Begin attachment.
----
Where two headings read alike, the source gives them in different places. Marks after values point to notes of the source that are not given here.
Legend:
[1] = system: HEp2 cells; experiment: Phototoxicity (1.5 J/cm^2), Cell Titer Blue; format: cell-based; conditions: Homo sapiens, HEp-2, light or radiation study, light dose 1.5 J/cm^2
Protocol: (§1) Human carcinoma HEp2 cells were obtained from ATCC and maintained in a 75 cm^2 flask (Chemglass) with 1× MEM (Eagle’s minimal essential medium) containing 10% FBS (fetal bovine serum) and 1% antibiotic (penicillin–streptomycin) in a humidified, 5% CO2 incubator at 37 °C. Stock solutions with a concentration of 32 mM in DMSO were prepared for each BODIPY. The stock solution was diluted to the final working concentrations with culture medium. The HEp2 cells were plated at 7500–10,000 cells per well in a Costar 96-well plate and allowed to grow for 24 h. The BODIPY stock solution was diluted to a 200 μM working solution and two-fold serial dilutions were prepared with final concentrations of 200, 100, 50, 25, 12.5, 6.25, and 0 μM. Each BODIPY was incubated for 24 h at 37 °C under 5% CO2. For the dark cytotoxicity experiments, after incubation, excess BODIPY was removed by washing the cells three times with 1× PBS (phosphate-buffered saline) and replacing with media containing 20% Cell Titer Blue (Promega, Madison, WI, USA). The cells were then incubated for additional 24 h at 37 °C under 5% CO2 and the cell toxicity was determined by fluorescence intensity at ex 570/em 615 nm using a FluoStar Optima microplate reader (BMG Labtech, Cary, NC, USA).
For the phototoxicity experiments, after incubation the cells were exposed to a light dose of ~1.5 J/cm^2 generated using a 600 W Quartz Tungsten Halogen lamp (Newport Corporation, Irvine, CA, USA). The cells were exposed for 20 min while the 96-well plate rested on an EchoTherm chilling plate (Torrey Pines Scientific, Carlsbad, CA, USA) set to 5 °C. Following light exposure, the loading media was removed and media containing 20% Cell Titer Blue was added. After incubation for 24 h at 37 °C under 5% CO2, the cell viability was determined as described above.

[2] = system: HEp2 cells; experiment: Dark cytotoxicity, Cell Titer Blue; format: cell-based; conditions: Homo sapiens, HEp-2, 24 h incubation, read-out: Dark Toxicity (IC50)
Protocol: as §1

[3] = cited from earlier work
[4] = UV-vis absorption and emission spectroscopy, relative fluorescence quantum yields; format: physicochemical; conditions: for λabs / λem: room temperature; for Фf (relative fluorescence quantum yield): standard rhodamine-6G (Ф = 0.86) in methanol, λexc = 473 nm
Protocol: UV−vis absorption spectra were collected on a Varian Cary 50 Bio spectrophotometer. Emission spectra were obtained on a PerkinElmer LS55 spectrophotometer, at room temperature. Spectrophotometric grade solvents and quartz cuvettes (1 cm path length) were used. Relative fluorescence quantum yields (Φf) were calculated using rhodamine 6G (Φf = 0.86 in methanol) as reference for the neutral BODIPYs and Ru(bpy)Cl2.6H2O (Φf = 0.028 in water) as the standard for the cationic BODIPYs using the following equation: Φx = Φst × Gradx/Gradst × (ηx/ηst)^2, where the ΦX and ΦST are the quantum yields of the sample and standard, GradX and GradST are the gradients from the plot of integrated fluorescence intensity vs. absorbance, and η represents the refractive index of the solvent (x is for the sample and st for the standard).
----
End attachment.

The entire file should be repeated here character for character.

Where two headings read alike, the source gives them in different places. Marks after values point to notes of the source that are not given here.
Legend:
[1] = system: HEp2 cells; experiment: Phototoxicity (1.5 J/cm^2), Cell Titer Blue; format: cell-based; conditions: Homo sapiens, HEp-2, light or radiation study, light dose 1.5 J/cm^2
Protocol: (§1) Human carcinoma HEp2 cells were obtained from ATCC and maintained in a 75 cm^2 flask (Chemglass) with 1× MEM (Eagle’s minimal essential medium) containing 10% FBS (fetal bovine serum) and 1% antibiotic (penicillin–streptomycin) in a humidified, 5% CO2 incubator at 37 °C. Stock solutions with a concentration of 32 mM in DMSO were prepared for each BODIPY. The stock solution was diluted to the final working concentrations with culture medium. The HEp2 cells were plated at 7500–10,000 cells per well in a Costar 96-well plate and allowed to grow for 24 h. The BODIPY stock solution was diluted to a 200 μM working solution and two-fold serial dilutions were prepared with final concentrations of 200, 100, 50, 25, 12.5, 6.25, and 0 μM. Each BODIPY was incubated for 24 h at 37 °C under 5% CO2. For the dark cytotoxicity experiments, after incubation, excess BODIPY was removed by washing the cells three times with 1× PBS (phosphate-buffered saline) and replacing with media containing 20% Cell Titer Blue (Promega, Madison, WI, USA). The cells were then incubated for additional 24 h at 37 °C under 5% CO2 and the cell toxicity was determined by fluorescence intensity at ex 570/em 615 nm using a FluoStar Optima microplate reader (BMG Labtech, Cary, NC, USA).
For the phototoxicity experiments, after incubation the cells were exposed to a light dose of ~1.5 J/cm^2 generated using a 600 W Quartz Tungsten Halogen lamp (Newport Corporation, Irvine, CA, USA). The cells were exposed for 20 min while the 96-well plate rested on an EchoTherm chilling plate (Torrey Pines Scientific, Carlsbad, CA, USA) set to 5 °C. Following light exposure, the loading media was removed and media containing 20% Cell Titer Blue was added. After incubation for 24 h at 37 °C under 5% CO2, the cell viability was determined as described above.

[2] = system: HEp2 cells; experiment: Dark cytotoxicity, Cell Titer Blue; format: cell-based; conditions: Homo sapiens, HEp-2, 24 h incubation, read-out: Dark Toxicity (IC50)
Protocol: as §1

[3] = cited from earlier work
[4] = UV-vis absorption and emission spectroscopy, relative fluorescence quantum yields; format: physicochemical; conditions: for λabs / λem: room temperature; for Фf (relative fluorescence quantum yield): standard rhodamine-6G (Ф = 0.86) in methanol, λexc = 473 nm
Protocol: UV−vis absorption spectra were collected on a Varian Cary 50 Bio spectrophotometer. Emission spectra were obtained on a PerkinElmer LS55 spectrophotometer, at room temperature. Spectrophotometric grade solvents and quartz cuvettes (1 cm path length) were used. Relative fluorescence quantum yields (Φf) were calculated using rhodamine 6G (Φf = 0.86 in methanol) as reference for the neutral BODIPYs and Ru(bpy)Cl2.6H2O (Φf = 0.028 in water) as the standard for the cationic BODIPYs using the following equation: Φx = Φst × Gradx/Gradst × (ηx/ηst)^2, where the ΦX and ΦST are the quantum yields of the sample and standard, GradX and GradST are the gradients from the plot of integrated fluorescence intensity vs. absorbance, and η represents the refractive index of the solvent (x is for the sample and st for the standard).